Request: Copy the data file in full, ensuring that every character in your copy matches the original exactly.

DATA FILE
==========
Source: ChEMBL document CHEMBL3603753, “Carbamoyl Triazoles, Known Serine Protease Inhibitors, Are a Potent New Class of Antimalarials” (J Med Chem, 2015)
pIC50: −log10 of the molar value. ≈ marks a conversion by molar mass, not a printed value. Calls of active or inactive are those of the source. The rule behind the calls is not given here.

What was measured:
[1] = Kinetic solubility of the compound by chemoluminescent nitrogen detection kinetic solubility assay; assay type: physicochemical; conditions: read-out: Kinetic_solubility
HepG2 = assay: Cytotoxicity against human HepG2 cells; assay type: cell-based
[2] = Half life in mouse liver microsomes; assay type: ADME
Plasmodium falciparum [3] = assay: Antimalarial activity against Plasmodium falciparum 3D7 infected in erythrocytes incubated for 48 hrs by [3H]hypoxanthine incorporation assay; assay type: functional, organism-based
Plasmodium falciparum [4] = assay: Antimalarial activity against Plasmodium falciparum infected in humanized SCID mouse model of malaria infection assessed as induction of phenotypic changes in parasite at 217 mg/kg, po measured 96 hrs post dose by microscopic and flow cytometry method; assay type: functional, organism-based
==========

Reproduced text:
Source: ChEMBL document CHEMBL3603753, “Carbamoyl Triazoles, Known Serine Protease Inhibitors, Are a Potent New Class of Antimalarials” (J Med Chem, 2015)
pIC50: −log10 of the molar value. ≈ marks a conversion by molar mass, not a printed value. Calls of active or inactive are those of the source. The rule behind the calls is not given here.

What was measured:
[1] = Kinetic solubility of the compound by chemoluminescent nitrogen detection kinetic solubility assay; assay type: physicochemical; conditions: read-out: Kinetic_solubility
HepG2 = assay: Cytotoxicity against human HepG2 cells; assay type: cell-based
[2] = Half life in mouse liver microsomes; assay type: ADME
Plasmodium falciparum [3] = assay: Antimalarial activity against Plasmodium falciparum 3D7 infected in erythrocytes incubated for 48 hrs by [3H]hypoxanthine incorporation assay; assay type: functional, organism-based
Plasmodium falciparum [4] = assay: Antimalarial activity against Plasmodium falciparum infected in humanized SCID mouse model of malaria infection assessed as induction of phenotypic changes in parasite at 217 mg/kg, po measured 96 hrs post dose by microscopic and flow cytometry method; assay type: functional, organism-based